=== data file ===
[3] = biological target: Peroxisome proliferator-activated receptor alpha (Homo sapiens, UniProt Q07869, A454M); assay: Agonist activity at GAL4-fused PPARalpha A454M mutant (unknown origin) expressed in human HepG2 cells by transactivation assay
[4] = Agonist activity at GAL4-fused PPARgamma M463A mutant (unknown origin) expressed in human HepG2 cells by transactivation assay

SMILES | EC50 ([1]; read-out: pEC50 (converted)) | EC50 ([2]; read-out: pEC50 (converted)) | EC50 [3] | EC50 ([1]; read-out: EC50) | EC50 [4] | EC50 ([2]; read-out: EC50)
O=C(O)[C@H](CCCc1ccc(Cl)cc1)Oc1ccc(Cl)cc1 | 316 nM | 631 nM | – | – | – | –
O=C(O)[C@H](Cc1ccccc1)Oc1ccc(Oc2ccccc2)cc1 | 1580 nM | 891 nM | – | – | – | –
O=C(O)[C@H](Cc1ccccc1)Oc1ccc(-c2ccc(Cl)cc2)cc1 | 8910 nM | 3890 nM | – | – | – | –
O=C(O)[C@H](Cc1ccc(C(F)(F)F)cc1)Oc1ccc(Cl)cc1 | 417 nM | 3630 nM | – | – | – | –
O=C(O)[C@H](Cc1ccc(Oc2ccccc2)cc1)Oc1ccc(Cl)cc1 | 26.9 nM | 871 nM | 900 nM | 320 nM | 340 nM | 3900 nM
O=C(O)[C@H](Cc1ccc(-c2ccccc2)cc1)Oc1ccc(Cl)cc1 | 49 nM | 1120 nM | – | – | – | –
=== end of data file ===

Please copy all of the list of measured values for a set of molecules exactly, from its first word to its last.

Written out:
[3] = biological target: Peroxisome proliferator-activated receptor alpha (Homo sapiens, UniProt Q07869, A454M); assay: Agonist activity at GAL4-fused PPARalpha A454M mutant (unknown origin) expressed in human HepG2 cells by transactivation assay
[4] = Agonist activity at GAL4-fused PPARgamma M463A mutant (unknown origin) expressed in human HepG2 cells by transactivation assay

SMILES | EC50 ([1]; read-out: pEC50 (converted)) | EC50 ([2]; read-out: pEC50 (converted)) | EC50 [3] | EC50 ([1]; read-out: EC50) | EC50 [4] | EC50 ([2]; read-out: EC50)
O=C(O)[C@H](CCCc1ccc(Cl)cc1)Oc1ccc(Cl)cc1 | 316 nM | 631 nM | – | – | – | –
O=C(O)[C@H](Cc1ccccc1)Oc1ccc(Oc2ccccc2)cc1 | 1580 nM | 891 nM | – | – | – | –
O=C(O)[C@H](Cc1ccccc1)Oc1ccc(-c2ccc(Cl)cc2)cc1 | 8910 nM | 3890 nM | – | – | – | –
O=C(O)[C@H](Cc1ccc(C(F)(F)F)cc1)Oc1ccc(Cl)cc1 | 417 nM | 3630 nM | – | – | – | –
O=C(O)[C@H](Cc1ccc(Oc2ccccc2)cc1)Oc1ccc(Cl)cc1 | 26.9 nM | 871 nM | 900 nM | 320 nM | 340 nM | 3900 nM
O=C(O)[C@H](Cc1ccc(-c2ccccc2)cc1)Oc1ccc(Cl)cc1 | 49 nM | 1120 nM | – | – | – | –